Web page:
Thursday, May 10, 2007


I've been long absent from this blog. And that means no updates on the work for BOY GETS GIRL which is going into its closing weekend. Maybe it was getting sick with some kind of upper respiratory thing during tech week. Maybe it was the added responsibilities at my day job or the school where I volunteer. Whatever it was ... it kept me off the blog.

But I'm BACK. And BOY GETS GIRL was reviewed in the Philadelphia Inquirer. The show as a whole comes off really well. But my sound design ... not so much:

Adam Riggar's lighting design features the flicker and buzz of overhead office fluorescents between scenes, and the emphasis on this unsparing fixture helps assert the play's themes. However, Riggar's dated office set, paired with the music chosen by Brian S. Weis, give the false and distracting impression that this is a mid-'80s period piece, and only when laptops and cell phones appear do we realize the action is happening in the present.

Still, these issues are quibbles with what is a solid production of an interesting piece.

Yes, I've said before that I don't work for reviewers. I work for the director, the cast, and the audience. All of them have had nothing but praise for the sound design. In fact, after opening weekend, the director told me:
"[T]he more I listen to the music in BOY GETS GIRL, the more I appreciate your sense of aesthetic. You made some brilliant selections in building a sound track for this production."

Still, I want to address a few issues with Ms. Rosenfield's "Mid-'80s period piece" comment:
  1. A cell phone is used in the very first scene. During that scene, the actors discuss Internet dating sites. I should note that, at this point, only one song has played, an updated instrumental version of "Every Breath You Take." (Update 5/11/2007: I just saw the show again last night, and they do not mention dating websites; they talk about personal ads. I can probably assume they mean ads on websites, but I won't go there without dialogue to back it up. So, I've crossed out the Internet dating site comment. Sorry!).
  2. I did a count. Of the 18 songs used in this production (and I decided to exclude the "Jeopardy" theme because it is more a sound effect than a musical transition), four of them were released in the '80s. Two were updated versions of songs originally released in the '80s. And the remaining 12 were recorded after 1990.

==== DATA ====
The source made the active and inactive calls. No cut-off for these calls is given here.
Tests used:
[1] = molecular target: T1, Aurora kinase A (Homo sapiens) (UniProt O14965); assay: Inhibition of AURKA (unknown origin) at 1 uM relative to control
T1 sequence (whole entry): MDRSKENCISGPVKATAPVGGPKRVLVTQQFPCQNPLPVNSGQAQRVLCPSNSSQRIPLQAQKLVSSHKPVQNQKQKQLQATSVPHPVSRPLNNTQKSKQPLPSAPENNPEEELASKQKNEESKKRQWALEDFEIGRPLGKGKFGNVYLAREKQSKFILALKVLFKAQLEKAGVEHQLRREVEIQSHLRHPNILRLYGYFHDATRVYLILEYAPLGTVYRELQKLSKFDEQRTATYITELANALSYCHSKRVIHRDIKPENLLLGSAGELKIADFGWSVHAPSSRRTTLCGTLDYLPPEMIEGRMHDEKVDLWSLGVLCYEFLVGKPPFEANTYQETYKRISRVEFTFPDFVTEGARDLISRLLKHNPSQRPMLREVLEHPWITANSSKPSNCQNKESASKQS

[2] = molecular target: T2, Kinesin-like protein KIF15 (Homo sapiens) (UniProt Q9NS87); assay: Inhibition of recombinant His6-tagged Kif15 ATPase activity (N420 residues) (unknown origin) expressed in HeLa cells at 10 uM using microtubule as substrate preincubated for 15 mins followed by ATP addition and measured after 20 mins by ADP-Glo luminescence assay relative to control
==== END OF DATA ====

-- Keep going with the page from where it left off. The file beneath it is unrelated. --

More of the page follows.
3. Of the post-'90 songs, one is from 1991, two are from 1998, and the rest were recorded between 2000 and 2006.
  4. Regarding the four '80s tracks: Three of them are obscure songs by The Cure, and the fourth is by Lyle Mays, longtime keyboardist for the Pat Methany Group. Only instrumental clips were used. Unless Ms. Rosenfield is a big fan of The Cure, which is possible, I don't see how she could have pigeoned any of these songs as evoking the '80s.
  5. The two updated songs used in the production were newer, instrumental recordings of The Police's "Every Breath You Take." Yes, this song was originally released in the '80s. I already mentioned the first use in point #1. The second "Every Breath You Take" comes in Act II and it is a deconstruction of the song by jazz improvisation masters, The Bad Plus. Both "Breath" recordings were made post-2005. How is this indicative of the '80s?
  6. "Every Breath You Take" has taken on a timeless quality, and I challenge you to find a better song about stalking.
  7. This last note is pure conjecture or speculation on my part. The office furniture, which is first seen in Act I Scene 2 and is featured in many scenes after that, looks more like a school office furniture than high end magazine publisher furniture. And maybe that swayed the reviewer in the final analysis. I don't know.
Now that I have all of that off my chest, let me repeat that I'm not too worried about getting dissed on the music. I knowingly offered tracks that ranged from the 80s up through to the "modern" era of music. And, it's just my opinion, but I only submitted an "older" track if I was damn sure it was appropriate and worked for the mood of the scene. It is extremely rare to find a film soundtrack that has only "contemporary" works on it.

As noted in my list, the music selections range in time from the 90s to more recent recordings.
And though they come from jazz, fusion, gothic ambient, etc., they can all fit nicely in the category of modern eclectic. We probably got slapped for using "Every Breath You Take." And I almost resisted using it because it is so well known. But the more I thought about it, the more I opened up to it. There is just no another song that is more singularly associated with the act of stalking, but that can still lull the listener into feeling that 'Hey, maybe this is a love song after all.'

In the final analysis, I am happy that the reviewer recognized the actors for their fabulous work in pulling off this risky production. The music is, after all, just window dressing to help the audience through transitions.

This is the last weekend to see BOY GETS GIRL. Go get your tix now!

Through May 12

call or email
to reserve your seats!


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